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Jicarilla Apache Nation leases water in New Mexico | Environment

Jicarilla Apache Nation leases water in New Mexico | Environment

Recently, the Jicarilla Apache Nation agreed to lease water up to 20,000 feet, or more than 6.5 billion gallons per annum, to New Mexico.

The Jicarilla Apache Nation (ISC), the New Mexico Interstate Stream Commission and the global environmental organization The Nature Conservancy agreed that water from the Navajo Reservoir will be released into the San Juan River (a tributary to the Colorado River) under a 10-year water leasing agreement.

According to the Nature Conservancy, the West is currently experiencing severe drought. Water shortages are occurring in the Colorado River Basin. The water lease will help to increase the water levels in this basin.

Maggie Fitzgerald, a spokesperson from the New Mexico Interstate Stream Commission, stated in a written declaration that the additional water flow would benefit the Razorback Sucker as well as the Colorado Pikeminnow, both endangered species of fish.

Many factors prompted this agreement. From the perspective ISC, these factors included availability and trends in hydrology over the past few decades, as well as making plans for future water security. Fitzgerald’s statement states that endangered fish are just one factor.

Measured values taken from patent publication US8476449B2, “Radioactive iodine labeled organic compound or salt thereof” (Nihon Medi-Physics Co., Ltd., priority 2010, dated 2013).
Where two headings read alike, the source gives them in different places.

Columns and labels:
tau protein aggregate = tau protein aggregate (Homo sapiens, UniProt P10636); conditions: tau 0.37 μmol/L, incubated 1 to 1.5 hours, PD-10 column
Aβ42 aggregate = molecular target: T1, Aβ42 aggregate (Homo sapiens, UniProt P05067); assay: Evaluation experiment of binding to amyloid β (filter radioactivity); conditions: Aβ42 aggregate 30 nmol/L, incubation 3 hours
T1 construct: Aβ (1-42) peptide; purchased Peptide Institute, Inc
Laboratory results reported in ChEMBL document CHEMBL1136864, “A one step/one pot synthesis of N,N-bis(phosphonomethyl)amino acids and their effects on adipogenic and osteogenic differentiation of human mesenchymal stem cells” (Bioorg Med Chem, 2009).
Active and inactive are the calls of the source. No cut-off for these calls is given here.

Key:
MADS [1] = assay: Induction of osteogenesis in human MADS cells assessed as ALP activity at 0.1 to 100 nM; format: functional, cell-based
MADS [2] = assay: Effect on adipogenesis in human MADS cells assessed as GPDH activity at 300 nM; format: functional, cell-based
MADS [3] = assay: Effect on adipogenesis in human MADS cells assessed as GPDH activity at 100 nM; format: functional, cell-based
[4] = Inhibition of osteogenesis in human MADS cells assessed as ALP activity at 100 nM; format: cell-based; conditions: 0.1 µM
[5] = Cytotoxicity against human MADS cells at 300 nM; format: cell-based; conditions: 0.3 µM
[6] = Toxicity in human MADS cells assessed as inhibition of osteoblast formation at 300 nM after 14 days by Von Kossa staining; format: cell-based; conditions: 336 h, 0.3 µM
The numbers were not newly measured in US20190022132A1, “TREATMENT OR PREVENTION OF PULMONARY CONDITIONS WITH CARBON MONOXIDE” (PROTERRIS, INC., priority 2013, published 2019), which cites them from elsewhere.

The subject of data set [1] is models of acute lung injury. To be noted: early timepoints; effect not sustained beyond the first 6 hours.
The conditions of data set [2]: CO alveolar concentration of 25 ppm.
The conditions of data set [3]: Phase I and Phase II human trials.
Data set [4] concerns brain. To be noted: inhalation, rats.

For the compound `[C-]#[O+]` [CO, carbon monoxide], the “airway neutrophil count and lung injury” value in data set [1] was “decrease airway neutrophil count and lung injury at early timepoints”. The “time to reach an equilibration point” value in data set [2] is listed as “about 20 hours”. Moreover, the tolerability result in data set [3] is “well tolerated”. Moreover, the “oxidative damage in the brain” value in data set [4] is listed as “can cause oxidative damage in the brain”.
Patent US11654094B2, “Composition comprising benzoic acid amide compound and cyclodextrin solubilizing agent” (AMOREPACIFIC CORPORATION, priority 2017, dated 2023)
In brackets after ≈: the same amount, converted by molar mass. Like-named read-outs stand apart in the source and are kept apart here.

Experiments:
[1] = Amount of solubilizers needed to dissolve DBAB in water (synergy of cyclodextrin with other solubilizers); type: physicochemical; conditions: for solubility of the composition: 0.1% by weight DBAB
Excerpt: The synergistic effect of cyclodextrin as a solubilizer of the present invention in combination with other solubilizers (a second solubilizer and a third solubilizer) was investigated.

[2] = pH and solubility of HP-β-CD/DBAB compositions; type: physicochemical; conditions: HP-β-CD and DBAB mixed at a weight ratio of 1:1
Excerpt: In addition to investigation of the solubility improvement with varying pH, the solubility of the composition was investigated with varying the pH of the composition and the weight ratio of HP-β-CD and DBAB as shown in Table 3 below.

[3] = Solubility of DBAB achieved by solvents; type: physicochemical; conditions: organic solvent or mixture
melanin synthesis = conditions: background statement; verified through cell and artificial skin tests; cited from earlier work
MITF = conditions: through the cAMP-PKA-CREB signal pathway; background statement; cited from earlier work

She explained that the ISC may not be able to lease all of the water available each year, depending on the available funding.

She stated that the agreement will support economic development of the Jicarilla Indian Nations.

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The Nation has settled its water rights in 1991 and the Nation can market any water it doesn’t use within the settlement provisions, according to Daryl Vigil, Jicarilla Apache Nations water administrator.

Vigil stated that this will provide additional income and help to offset the losses at a regional coal-fired power plant that is closing.

Vigil stated that the agreement is the foundation for the collaboration between the Nation and the State and that tribal sovereignty is recognized.

This strengthens, hopefully, the partnership we’re creating in terms building a framework, which is a tribal framework to renegotiate the operational guidelines for Colorado River. Vigil said.

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